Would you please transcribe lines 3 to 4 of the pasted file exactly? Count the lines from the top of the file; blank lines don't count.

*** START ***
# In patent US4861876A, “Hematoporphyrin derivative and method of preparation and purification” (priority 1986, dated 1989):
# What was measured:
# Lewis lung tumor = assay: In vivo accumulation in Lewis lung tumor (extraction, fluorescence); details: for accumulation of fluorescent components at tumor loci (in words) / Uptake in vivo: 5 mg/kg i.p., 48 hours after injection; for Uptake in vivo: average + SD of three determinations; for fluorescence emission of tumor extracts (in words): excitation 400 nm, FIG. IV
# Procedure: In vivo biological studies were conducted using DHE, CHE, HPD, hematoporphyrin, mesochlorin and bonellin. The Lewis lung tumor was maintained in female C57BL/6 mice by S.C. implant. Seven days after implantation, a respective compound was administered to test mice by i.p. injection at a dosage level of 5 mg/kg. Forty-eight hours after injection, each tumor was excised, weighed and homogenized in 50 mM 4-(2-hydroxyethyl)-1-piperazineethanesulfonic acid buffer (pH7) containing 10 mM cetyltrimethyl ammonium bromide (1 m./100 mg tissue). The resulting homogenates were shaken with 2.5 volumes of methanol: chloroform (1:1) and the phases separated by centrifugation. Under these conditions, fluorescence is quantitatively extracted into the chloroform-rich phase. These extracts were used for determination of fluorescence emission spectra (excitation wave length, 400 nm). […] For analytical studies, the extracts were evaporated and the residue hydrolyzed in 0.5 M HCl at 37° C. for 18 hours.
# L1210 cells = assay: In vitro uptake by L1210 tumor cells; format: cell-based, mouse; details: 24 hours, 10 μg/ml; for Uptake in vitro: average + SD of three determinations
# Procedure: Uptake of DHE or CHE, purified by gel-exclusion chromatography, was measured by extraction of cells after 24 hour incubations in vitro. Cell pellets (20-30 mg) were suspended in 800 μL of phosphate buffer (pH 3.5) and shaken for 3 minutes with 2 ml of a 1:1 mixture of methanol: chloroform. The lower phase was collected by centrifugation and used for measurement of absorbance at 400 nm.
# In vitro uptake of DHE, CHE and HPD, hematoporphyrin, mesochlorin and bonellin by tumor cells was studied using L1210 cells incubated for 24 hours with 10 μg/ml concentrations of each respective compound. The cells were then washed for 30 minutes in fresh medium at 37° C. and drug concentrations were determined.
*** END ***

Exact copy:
# Lewis lung tumor = assay: In vivo accumulation in Lewis lung tumor (extraction, fluorescence); details: for accumulation of fluorescent components at tumor loci (in words) / Uptake in vivo: 5 mg/kg i.p., 48 hours after injection; for Uptake in vivo: average + SD of three determinations; for fluorescence emission of tumor extracts (in words): excitation 400 nm, FIG. IV
# Procedure: In vivo biological studies were conducted using DHE, CHE, HPD, hematoporphyrin, mesochlorin and bonellin. The Lewis lung tumor was maintained in female C57BL/6 mice by S.C. implant. Seven days after implantation, a respective compound was administered to test mice by i.p. injection at a dosage level of 5 mg/kg. Forty-eight hours after injection, each tumor was excised, weighed and homogenized in 50 mM 4-(2-hydroxyethyl)-1-piperazineethanesulfonic acid buffer (pH7) containing 10 mM cetyltrimethyl ammonium bromide (1 m./100 mg tissue). The resulting homogenates were shaken with 2.5 volumes of methanol: chloroform (1:1) and the phases separated by centrifugation. Under these conditions, fluorescence is quantitatively extracted into the chloroform-rich phase. These extracts were used for determination of fluorescence emission spectra (excitation wave length, 400 nm). […] For analytical studies, the extracts were evaporated and the residue hydrolyzed in 0.5 M HCl at 37° C. for 18 hours.